football, the football

0:18:590:19:01

that we love and that we feel.

0:19:010:19:02

And, of course, yes,

we feel that we have the respect.

0:19:020:19:12

It is not just those who have the

respect of your's finest, it's the

0:19:120:19:17

ever improving form of Harry Kane.

He has scored nine goals in his

0:19:170:19:22

first nine Champions League

appearances, the first player ever

0:19:220:19:24

to do that. Tottenham fans are

hoping he can make it at least ten

0:19:240:19:27

in ten tonight. But, of course,

spares will have to be wary against

0:19:270:19:33

the truly talented Juventus team.

They've reached two the last three

0:19:330:19:37

Champions League finals. If Spurs

managed to get through, it will

0:19:370:19:41

truly count among their finest ever

results in European competition.

0:19:410:19:47

It's been claimed more homeless

people have moved to Windsor ahead

0:19:470:19:49

of the Royal Wedding,

despite a row over proposals

0:19:490:19:52

to fine rough sleepers.

0:19:520:19:55

The council were due to debate

the issue this evening -

0:19:550:19:57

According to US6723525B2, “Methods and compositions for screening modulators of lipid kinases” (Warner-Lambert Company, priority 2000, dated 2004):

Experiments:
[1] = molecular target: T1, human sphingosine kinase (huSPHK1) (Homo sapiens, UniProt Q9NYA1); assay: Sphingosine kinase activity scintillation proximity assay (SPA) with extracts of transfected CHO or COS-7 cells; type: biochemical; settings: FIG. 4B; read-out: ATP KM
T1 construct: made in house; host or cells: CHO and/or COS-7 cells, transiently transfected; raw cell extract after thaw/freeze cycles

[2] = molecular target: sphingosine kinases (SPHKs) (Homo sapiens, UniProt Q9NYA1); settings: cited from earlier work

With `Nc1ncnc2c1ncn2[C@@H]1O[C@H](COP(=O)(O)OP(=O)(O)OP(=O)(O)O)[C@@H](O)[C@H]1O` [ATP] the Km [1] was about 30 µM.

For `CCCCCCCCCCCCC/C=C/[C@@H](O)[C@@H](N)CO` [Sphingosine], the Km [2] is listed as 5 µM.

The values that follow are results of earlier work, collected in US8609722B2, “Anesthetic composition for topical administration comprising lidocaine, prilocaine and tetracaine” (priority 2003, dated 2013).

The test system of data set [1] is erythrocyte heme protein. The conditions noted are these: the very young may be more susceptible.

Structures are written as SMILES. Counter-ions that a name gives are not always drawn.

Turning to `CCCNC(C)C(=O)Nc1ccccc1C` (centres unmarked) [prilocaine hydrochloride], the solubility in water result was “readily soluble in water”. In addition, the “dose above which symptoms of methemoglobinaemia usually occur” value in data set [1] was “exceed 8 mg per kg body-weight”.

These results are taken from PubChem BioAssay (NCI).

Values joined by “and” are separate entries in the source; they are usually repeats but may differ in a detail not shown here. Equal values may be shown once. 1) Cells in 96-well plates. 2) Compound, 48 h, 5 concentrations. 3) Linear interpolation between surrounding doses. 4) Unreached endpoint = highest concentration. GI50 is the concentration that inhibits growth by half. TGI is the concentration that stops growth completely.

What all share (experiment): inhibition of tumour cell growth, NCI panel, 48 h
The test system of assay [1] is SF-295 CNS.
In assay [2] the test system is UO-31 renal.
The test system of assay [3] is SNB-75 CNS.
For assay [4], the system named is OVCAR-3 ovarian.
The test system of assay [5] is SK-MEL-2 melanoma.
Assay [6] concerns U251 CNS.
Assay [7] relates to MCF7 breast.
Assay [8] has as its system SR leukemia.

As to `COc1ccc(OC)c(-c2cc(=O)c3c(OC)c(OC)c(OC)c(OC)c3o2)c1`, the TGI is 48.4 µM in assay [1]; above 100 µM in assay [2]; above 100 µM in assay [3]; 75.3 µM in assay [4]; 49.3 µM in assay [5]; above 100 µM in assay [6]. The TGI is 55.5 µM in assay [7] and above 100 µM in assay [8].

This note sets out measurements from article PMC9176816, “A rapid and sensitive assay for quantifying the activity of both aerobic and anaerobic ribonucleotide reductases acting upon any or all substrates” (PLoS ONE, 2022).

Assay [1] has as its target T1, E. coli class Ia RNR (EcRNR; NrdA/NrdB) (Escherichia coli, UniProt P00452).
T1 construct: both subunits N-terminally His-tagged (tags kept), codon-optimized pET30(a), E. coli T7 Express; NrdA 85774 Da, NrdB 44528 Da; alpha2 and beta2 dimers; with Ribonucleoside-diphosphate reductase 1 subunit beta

but it has now put those

plans on hold.

0:19:570:19:59

Sarah Harris has the story.

0:19:590:20:00

Sometimes when you have

nowhere to stay, this

0:20:000:20:03

is what you have to do.

0:20:030:20:05

Homelessness - it's hard to explain,

especially in one of the wealthiest

0:20:050:20:08

parts of the country.

0:20:080:20:12

But some residents in Windsor

believe the publicity around

0:20:120:20:14

the forthcoming Royal wedding has

attracted more rough

0:20:140:20:18

sleepers to the Royal town,

keen to make the most generous

0:20:180:20:21

donations from tourists.

0:20:210:20:24

If you give a man four walls

and a roof, he'll survive.

0:20:240:20:27

Kenny Morris used to work

for the homeless charity Shelter

0:20:270:20:30

and believes they should be moved

on for their own good.

0:20:300:20:33

What they used to turn up with,

a sleeping bag and maybe a dog

0:20:330:20:36

and then they'd move on.

0:20:360:20:40

They're certainly not now.

0:20:400:20:43

Now they've got, like as you can

see, little houses.

0:20:430:20:47

Whether they're taking

advantage of it or not

0:20:470:20:50

is not down for me to say,

but there is definitely

0:20:500:20:53

a difference, certainly now

the wedding's coming.

0:20:530:20:56

Last month in Edinburgh, the Royal

couple showed their support

0:20:570:20:59

for a charity getting rough

sleepers back into work.

0:20:590:21:03

Sunny is originally from Slough

but denies setting up

0:21:040:21:08

by the cashpoint next to the castle

to benefit from tourists.

0:21:080:21:11